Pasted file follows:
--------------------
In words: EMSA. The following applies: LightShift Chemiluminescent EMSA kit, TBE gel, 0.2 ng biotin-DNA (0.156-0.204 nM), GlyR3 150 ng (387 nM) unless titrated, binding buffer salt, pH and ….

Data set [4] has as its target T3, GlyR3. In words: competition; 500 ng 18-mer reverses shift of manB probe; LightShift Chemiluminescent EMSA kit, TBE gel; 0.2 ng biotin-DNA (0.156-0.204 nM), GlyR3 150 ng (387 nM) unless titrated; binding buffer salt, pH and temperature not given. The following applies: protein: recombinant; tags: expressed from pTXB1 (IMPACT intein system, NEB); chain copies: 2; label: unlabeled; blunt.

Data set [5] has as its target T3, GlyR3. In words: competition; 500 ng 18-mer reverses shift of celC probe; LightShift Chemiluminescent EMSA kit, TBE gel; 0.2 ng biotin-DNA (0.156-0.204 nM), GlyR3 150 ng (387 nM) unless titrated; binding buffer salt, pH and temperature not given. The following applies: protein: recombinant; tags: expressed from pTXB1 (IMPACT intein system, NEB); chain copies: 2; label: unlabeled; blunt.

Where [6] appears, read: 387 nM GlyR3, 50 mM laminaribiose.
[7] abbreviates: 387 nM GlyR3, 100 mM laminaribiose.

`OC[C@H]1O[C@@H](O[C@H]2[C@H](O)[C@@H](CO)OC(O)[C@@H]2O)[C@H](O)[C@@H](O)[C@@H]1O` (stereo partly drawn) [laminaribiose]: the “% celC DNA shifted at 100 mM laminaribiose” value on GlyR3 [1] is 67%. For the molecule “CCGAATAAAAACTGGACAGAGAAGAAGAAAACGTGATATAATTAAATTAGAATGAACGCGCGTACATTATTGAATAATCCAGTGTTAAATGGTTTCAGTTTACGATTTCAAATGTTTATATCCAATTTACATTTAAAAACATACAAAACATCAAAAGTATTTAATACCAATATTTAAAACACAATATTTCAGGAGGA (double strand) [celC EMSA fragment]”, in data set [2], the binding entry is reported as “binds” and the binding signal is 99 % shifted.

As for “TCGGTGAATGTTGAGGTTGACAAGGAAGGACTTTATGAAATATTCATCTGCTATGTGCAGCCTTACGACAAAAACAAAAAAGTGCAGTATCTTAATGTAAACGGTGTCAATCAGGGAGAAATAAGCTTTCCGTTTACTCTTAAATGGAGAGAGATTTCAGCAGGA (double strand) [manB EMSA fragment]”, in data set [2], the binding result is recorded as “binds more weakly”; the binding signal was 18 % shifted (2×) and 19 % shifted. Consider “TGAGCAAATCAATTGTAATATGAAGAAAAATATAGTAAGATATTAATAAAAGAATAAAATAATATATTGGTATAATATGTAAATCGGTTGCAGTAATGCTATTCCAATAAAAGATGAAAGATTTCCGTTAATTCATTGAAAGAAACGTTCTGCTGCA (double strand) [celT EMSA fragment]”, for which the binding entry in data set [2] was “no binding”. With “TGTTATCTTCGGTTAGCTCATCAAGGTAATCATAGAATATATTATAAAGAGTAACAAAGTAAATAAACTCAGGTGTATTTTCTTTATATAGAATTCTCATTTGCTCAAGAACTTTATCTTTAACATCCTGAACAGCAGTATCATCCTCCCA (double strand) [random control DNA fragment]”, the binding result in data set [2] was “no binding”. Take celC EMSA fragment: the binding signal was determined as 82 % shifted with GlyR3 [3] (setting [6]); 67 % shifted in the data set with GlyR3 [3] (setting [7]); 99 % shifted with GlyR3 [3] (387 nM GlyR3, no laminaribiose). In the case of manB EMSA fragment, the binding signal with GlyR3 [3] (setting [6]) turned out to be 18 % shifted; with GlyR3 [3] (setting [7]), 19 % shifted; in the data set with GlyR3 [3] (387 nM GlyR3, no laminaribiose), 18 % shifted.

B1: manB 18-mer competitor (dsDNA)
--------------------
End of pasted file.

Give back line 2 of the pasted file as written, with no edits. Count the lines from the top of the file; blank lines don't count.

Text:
Data set [4] has as its target T3, GlyR3. In words: competition; 500 ng 18-mer reverses shift of manB probe; LightShift Chemiluminescent EMSA kit, TBE gel; 0.2 ng biotin-DNA (0.156-0.204 nM), GlyR3 150 ng (387 nM) unless titrated; binding buffer salt, pH and temperature not given. The following applies: protein: recombinant; tags: expressed from pTXB1 (IMPACT intein system, NEB); chain copies: 2; label: unlabeled; blunt.